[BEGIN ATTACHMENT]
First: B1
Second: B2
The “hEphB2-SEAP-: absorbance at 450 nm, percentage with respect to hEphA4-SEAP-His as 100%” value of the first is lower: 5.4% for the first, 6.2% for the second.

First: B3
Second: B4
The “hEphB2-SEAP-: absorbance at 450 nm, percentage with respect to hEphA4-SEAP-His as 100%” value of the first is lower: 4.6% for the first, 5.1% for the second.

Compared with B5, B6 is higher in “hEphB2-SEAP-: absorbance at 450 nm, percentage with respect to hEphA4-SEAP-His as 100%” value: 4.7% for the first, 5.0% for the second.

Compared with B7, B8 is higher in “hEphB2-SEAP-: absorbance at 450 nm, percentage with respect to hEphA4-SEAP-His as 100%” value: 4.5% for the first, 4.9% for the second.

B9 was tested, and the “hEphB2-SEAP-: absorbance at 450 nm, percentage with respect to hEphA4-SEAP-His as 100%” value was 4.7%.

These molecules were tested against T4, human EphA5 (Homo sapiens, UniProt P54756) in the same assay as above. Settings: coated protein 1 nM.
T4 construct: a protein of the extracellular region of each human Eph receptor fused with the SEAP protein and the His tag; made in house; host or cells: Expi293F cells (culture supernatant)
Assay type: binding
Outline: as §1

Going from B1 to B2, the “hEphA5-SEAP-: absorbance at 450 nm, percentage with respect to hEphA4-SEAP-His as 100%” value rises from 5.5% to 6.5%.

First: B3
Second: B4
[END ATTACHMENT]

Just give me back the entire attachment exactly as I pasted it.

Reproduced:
First: B1
Second: B2
The “hEphB2-SEAP-: absorbance at 450 nm, percentage with respect to hEphA4-SEAP-His as 100%” value of the first is lower: 5.4% for the first, 6.2% for the second.

First: B3
Second: B4
The “hEphB2-SEAP-: absorbance at 450 nm, percentage with respect to hEphA4-SEAP-His as 100%” value of the first is lower: 4.6% for the first, 5.1% for the second.

Compared with B5, B6 is higher in “hEphB2-SEAP-: absorbance at 450 nm, percentage with respect to hEphA4-SEAP-His as 100%” value: 4.7% for the first, 5.0% for the second.

Compared with B7, B8 is higher in “hEphB2-SEAP-: absorbance at 450 nm, percentage with respect to hEphA4-SEAP-His as 100%” value: 4.5% for the first, 4.9% for the second.

B9 was tested, and the “hEphB2-SEAP-: absorbance at 450 nm, percentage with respect to hEphA4-SEAP-His as 100%” value was 4.7%.

These molecules were tested against T4, human EphA5 (Homo sapiens, UniProt P54756) in the same assay as above. Settings: coated protein 1 nM.
T4 construct: a protein of the extracellular region of each human Eph receptor fused with the SEAP protein and the His tag; made in house; host or cells: Expi293F cells (culture supernatant)
Assay type: binding
Outline: as §1

Going from B1 to B2, the “hEphA5-SEAP-: absorbance at 450 nm, percentage with respect to hEphA4-SEAP-His as 100%” value rises from 5.5% to 6.5%.

First: B3
Second: B4